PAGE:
Health care woes political
Aug 31, 2017 | 1480 views | 0 0 comments | 91 91 recommendations | email to a friend | print
To the Editor,

The Affordable Care Act is flawed. All in all, however, it has been beneficial to our general population. It needs upgrading and updating. The goal is to have a better health care program for the United States. Our recent efforts have failed largely because the objective was wrong. The goal was not to improve health care, but to repeal Obamacare. That is a political objective, not a national one. No wonder it failed.

Very few laws or national programs are perfect. And even those few that were often become outdated or misappropriated. Almost every national program requires periodic updating and improvement. Health care is a major part of that needed action. The disturbing problem here is that health care became political. Just naming it Obamacare, was itself a detriment. It made it political instead of national. The Republicans spent seven years trying to remove the political facets of health care. Obamacare was seen as a Democratic program, not a national one. But let us consider. It was called Obamacare because it was passed under President Obama.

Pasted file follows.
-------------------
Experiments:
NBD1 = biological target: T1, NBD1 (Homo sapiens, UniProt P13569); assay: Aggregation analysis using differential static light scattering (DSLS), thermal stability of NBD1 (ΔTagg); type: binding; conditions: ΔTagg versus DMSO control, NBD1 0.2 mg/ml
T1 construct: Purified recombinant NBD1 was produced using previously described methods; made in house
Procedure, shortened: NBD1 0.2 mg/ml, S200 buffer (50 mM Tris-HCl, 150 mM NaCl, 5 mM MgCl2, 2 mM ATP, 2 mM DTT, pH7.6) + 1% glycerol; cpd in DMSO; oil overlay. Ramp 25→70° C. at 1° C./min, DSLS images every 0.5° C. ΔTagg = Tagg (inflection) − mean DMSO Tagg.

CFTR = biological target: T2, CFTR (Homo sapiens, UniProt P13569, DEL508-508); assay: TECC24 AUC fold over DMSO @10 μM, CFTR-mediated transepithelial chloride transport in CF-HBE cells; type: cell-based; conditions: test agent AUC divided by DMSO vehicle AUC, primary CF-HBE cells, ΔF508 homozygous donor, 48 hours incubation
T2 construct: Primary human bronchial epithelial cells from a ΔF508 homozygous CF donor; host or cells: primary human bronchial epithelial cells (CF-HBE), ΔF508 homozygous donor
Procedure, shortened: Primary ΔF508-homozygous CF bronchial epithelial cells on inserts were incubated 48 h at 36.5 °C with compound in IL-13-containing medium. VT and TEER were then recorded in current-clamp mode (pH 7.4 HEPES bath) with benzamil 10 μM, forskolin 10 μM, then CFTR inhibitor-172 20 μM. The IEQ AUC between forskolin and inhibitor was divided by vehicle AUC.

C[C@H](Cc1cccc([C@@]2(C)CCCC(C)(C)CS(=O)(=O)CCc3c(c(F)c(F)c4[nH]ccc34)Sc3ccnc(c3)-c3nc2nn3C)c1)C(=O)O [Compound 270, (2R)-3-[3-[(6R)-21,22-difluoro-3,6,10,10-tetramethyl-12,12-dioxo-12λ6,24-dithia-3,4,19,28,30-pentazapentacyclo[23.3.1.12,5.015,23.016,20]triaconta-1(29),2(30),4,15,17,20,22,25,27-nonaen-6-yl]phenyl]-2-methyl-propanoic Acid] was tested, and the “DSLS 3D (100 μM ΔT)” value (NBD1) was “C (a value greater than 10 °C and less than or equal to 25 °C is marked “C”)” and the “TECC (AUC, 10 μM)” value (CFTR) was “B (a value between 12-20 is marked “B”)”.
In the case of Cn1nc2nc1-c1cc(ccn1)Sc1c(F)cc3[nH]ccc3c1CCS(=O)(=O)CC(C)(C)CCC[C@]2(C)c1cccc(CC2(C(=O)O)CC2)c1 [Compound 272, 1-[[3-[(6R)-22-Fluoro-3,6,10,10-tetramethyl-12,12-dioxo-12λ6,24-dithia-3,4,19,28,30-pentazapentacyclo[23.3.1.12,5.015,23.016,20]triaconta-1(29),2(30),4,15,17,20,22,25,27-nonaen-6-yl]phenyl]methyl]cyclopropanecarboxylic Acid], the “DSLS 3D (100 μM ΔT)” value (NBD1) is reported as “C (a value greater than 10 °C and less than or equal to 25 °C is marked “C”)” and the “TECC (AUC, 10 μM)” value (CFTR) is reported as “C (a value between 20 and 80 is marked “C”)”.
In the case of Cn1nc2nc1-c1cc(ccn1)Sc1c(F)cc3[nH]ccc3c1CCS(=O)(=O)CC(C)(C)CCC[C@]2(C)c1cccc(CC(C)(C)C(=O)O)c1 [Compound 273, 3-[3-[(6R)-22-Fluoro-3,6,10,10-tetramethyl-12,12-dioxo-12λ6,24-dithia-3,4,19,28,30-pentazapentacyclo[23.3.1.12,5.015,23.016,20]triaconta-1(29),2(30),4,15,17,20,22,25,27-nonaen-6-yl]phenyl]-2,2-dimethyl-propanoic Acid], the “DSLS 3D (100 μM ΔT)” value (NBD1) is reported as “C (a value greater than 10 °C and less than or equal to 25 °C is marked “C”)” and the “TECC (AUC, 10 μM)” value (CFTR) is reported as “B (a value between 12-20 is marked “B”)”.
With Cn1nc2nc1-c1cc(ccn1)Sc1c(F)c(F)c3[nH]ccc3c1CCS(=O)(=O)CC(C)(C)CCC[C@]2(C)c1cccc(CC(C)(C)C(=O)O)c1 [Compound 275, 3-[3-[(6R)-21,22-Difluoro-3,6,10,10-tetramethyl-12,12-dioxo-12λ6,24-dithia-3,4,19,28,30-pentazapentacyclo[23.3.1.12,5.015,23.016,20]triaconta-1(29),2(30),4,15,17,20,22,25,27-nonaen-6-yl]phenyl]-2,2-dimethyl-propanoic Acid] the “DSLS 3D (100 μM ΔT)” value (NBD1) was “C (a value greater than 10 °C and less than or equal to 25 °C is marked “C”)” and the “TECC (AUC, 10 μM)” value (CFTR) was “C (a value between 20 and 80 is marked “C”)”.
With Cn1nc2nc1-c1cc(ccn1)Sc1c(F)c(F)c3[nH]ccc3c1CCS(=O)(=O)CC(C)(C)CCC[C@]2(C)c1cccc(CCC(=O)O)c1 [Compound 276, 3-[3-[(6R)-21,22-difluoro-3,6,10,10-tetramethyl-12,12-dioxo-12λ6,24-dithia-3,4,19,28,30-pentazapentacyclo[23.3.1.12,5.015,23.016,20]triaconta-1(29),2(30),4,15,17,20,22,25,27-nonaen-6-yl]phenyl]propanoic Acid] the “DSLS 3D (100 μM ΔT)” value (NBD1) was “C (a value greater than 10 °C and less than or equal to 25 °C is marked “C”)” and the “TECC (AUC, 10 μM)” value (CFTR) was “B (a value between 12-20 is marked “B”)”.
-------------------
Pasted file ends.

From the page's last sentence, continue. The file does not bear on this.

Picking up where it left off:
Rather than kill a reasonably successful program, update it and improve it. If it is improved under Donald Trump, in today’s political environment, it will probably be called Trumpcare. Isn’t that what he wants? Why bother fighting with Democrats and repealing a working program, when you can get the same results by making things better? This failure was a direct result of publicly focusing on the political aspects of health care rather on the benefits desired.

This is a prime example of the problem of becoming too political. Almost every law or program enacted by congress was debated and modified by the two parties struggling and finding a solution that served both of them. Let us continue that difficult, but productive process in health care. Let’s focus on the results, rather than on the politics. That will serve all the people, not just one political party or another.

Jeremy Gorman

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